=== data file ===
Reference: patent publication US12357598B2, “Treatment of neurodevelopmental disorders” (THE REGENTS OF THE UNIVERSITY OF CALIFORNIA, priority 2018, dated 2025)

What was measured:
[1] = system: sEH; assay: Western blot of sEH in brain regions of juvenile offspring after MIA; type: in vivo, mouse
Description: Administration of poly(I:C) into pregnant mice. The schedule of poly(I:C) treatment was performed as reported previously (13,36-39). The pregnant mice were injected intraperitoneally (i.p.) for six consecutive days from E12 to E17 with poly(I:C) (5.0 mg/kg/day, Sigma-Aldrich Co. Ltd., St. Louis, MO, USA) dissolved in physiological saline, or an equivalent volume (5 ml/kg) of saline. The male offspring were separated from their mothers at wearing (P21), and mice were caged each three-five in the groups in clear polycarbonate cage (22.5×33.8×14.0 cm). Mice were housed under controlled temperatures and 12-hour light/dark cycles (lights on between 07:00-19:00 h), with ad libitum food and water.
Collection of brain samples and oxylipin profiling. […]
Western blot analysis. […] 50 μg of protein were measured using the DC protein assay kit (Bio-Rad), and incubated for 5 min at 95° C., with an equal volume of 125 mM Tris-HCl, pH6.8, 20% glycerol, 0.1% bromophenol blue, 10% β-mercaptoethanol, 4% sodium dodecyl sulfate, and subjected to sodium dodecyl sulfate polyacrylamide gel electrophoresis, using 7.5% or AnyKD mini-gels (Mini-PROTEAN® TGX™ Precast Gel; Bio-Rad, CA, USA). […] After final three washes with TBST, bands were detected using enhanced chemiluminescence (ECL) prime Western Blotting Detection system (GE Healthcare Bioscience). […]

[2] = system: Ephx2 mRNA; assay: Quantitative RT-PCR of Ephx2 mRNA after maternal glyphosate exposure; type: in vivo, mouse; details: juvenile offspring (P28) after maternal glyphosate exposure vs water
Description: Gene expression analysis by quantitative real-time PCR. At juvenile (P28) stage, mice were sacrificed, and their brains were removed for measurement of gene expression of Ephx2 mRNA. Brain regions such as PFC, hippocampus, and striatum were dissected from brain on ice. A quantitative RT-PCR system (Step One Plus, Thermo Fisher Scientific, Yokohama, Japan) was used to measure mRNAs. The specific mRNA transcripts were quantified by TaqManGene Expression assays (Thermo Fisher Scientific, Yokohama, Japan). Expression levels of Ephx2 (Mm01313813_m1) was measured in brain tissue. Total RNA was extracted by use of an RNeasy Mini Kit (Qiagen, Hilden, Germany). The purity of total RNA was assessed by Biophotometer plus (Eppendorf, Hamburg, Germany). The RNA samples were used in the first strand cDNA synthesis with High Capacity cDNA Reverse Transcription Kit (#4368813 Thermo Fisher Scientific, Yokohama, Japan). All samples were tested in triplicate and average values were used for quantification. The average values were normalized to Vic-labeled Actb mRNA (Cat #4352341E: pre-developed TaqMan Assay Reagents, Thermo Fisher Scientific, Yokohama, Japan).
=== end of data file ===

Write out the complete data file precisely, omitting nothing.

Reference: patent publication US12357598B2, “Treatment of neurodevelopmental disorders” (THE REGENTS OF THE UNIVERSITY OF CALIFORNIA, priority 2018, dated 2025)

What was measured:
[1] = system: sEH; assay: Western blot of sEH in brain regions of juvenile offspring after MIA; type: in vivo, mouse
Description: Administration of poly(I:C) into pregnant mice. The schedule of poly(I:C) treatment was performed as reported previously (13,36-39). The pregnant mice were injected intraperitoneally (i.p.) for six consecutive days from E12 to E17 with poly(I:C) (5.0 mg/kg/day, Sigma-Aldrich Co. Ltd., St. Louis, MO, USA) dissolved in physiological saline, or an equivalent volume (5 ml/kg) of saline. The male offspring were separated from their mothers at wearing (P21), and mice were caged each three-five in the groups in clear polycarbonate cage (22.5×33.8×14.0 cm). Mice were housed under controlled temperatures and 12-hour light/dark cycles (lights on between 07:00-19:00 h), with ad libitum food and water.
Collection of brain samples and oxylipin profiling. […]
Western blot analysis. […] 50 μg of protein were measured using the DC protein assay kit (Bio-Rad), and incubated for 5 min at 95° C., with an equal volume of 125 mM Tris-HCl, pH6.8, 20% glycerol, 0.1% bromophenol blue, 10% β-mercaptoethanol, 4% sodium dodecyl sulfate, and subjected to sodium dodecyl sulfate polyacrylamide gel electrophoresis, using 7.5% or AnyKD mini-gels (Mini-PROTEAN® TGX™ Precast Gel; Bio-Rad, CA, USA). […] After final three washes with TBST, bands were detected using enhanced chemiluminescence (ECL) prime Western Blotting Detection system (GE Healthcare Bioscience). […]

[2] = system: Ephx2 mRNA; assay: Quantitative RT-PCR of Ephx2 mRNA after maternal glyphosate exposure; type: in vivo, mouse; details: juvenile offspring (P28) after maternal glyphosate exposure vs water
Description: Gene expression analysis by quantitative real-time PCR. At juvenile (P28) stage, mice were sacrificed, and their brains were removed for measurement of gene expression of Ephx2 mRNA. Brain regions such as PFC, hippocampus, and striatum were dissected from brain on ice. A quantitative RT-PCR system (Step One Plus, Thermo Fisher Scientific, Yokohama, Japan) was used to measure mRNAs. The specific mRNA transcripts were quantified by TaqManGene Expression assays (Thermo Fisher Scientific, Yokohama, Japan). Expression levels of Ephx2 (Mm01313813_m1) was measured in brain tissue. Total RNA was extracted by use of an RNeasy Mini Kit (Qiagen, Hilden, Germany). The purity of total RNA was assessed by Biophotometer plus (Eppendorf, Hamburg, Germany). The RNA samples were used in the first strand cDNA synthesis with High Capacity cDNA Reverse Transcription Kit (#4368813 Thermo Fisher Scientific, Yokohama, Japan). All samples were tested in triplicate and average values were used for quantification. The average values were normalized to Vic-labeled Actb mRNA (Cat #4352341E: pre-developed TaqMan Assay Reagents, Thermo Fisher Scientific, Yokohama, Japan).